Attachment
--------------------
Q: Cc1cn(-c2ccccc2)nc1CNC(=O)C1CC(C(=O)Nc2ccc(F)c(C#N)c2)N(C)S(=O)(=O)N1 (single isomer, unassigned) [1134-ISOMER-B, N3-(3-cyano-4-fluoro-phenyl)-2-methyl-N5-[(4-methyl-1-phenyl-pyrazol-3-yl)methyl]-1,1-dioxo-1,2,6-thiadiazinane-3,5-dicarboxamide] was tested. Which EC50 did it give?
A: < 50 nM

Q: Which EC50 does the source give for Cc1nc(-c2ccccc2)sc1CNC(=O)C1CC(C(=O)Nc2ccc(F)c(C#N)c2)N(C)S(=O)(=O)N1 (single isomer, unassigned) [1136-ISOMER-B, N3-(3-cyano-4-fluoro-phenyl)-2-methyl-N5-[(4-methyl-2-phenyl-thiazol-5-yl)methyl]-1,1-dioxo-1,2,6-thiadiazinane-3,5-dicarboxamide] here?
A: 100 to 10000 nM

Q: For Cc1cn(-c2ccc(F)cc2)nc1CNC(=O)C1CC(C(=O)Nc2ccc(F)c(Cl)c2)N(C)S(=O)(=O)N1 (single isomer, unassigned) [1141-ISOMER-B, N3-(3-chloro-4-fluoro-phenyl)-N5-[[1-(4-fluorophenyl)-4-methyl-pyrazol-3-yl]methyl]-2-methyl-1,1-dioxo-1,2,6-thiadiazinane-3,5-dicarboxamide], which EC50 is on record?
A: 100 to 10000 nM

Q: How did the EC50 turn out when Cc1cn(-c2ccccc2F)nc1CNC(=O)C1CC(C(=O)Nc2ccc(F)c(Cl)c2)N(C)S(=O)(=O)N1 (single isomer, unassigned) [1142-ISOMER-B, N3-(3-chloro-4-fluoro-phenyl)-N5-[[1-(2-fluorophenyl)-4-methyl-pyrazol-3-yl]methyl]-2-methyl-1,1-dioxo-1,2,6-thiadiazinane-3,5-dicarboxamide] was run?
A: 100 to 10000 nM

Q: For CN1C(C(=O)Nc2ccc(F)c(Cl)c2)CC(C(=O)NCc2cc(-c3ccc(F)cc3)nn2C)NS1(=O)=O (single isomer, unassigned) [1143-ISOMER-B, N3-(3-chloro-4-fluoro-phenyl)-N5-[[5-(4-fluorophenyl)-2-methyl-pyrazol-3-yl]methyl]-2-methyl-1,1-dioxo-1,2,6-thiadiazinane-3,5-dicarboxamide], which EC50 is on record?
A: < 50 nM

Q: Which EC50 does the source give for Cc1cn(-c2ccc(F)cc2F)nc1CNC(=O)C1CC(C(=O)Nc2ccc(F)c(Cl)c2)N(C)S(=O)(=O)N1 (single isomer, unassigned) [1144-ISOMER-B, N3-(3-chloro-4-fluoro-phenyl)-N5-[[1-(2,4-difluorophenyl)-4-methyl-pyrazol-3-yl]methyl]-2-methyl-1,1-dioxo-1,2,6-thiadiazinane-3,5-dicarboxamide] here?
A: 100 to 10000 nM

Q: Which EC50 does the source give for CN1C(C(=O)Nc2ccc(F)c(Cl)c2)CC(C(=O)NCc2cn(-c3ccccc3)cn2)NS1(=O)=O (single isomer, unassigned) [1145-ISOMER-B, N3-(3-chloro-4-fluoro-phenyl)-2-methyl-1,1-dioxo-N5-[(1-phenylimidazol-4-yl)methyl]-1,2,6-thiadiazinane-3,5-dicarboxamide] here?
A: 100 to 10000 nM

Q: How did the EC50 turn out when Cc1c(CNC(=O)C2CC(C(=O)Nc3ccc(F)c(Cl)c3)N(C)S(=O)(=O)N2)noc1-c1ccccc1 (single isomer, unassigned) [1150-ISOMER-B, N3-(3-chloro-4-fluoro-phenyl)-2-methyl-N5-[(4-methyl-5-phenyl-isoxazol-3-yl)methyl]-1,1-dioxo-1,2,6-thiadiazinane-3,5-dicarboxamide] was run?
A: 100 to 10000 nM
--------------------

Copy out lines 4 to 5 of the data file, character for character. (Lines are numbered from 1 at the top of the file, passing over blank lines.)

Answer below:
A: 100 to 10000 nM

Q: For Cc1cn(-c2ccc(F)cc2)nc1CNC(=O)C1CC(C(=O)Nc2ccc(F)c(Cl)c2)N(C)S(=O)(=O)N1 (single isomer, unassigned) [1141-ISOMER-B, N3-(3-chloro-4-fluoro-phenyl)-N5-[[1-(4-fluorophenyl)-4-methyl-pyrazol-3-yl]methyl]-2-methyl-1,1-dioxo-1,2,6-thiadiazinane-3,5-dicarboxamide], which EC50 is on record?